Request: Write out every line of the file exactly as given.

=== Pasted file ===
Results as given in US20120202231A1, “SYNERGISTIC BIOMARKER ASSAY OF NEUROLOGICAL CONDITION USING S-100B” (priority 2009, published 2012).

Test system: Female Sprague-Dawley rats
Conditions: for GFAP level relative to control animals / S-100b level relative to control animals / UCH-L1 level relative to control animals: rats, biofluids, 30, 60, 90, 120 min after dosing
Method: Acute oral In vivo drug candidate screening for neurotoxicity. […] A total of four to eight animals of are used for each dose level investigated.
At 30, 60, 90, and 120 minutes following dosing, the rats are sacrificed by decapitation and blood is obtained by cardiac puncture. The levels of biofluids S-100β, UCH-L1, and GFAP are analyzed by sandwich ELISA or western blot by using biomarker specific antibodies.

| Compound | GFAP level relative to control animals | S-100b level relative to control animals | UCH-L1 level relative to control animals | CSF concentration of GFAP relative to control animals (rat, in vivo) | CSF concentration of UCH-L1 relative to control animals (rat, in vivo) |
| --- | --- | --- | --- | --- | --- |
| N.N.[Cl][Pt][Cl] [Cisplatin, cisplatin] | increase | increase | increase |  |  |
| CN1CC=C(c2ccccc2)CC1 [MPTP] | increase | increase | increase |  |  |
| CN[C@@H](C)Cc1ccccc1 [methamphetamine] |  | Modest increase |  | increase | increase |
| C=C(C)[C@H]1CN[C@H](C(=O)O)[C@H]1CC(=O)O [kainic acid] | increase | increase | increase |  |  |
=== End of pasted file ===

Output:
Results as given in US20120202231A1, “SYNERGISTIC BIOMARKER ASSAY OF NEUROLOGICAL CONDITION USING S-100B” (priority 2009, published 2012).

Test system: Female Sprague-Dawley rats
Conditions: for GFAP level relative to control animals / S-100b level relative to control animals / UCH-L1 level relative to control animals: rats, biofluids, 30, 60, 90, 120 min after dosing
Method: Acute oral In vivo drug candidate screening for neurotoxicity. […] A total of four to eight animals of are used for each dose level investigated.
At 30, 60, 90, and 120 minutes following dosing, the rats are sacrificed by decapitation and blood is obtained by cardiac puncture. The levels of biofluids S-100β, UCH-L1, and GFAP are analyzed by sandwich ELISA or western blot by using biomarker specific antibodies.

| Compound | GFAP level relative to control animals | S-100b level relative to control animals | UCH-L1 level relative to control animals | CSF concentration of GFAP relative to control animals (rat, in vivo) | CSF concentration of UCH-L1 relative to control animals (rat, in vivo) |
| --- | --- | --- | --- | --- | --- |
| N.N.[Cl][Pt][Cl] [Cisplatin, cisplatin] | increase | increase | increase |  |  |
| CN1CC=C(c2ccccc2)CC1 [MPTP] | increase | increase | increase |  |  |
| CN[C@@H](C)Cc1ccccc1 [methamphetamine] |  | Modest increase |  | increase | increase |
| C=C(C)[C@H]1CN[C@H](C(=O)O)[C@H]1CC(=O)O [kainic acid] | increase | increase | increase |  |  |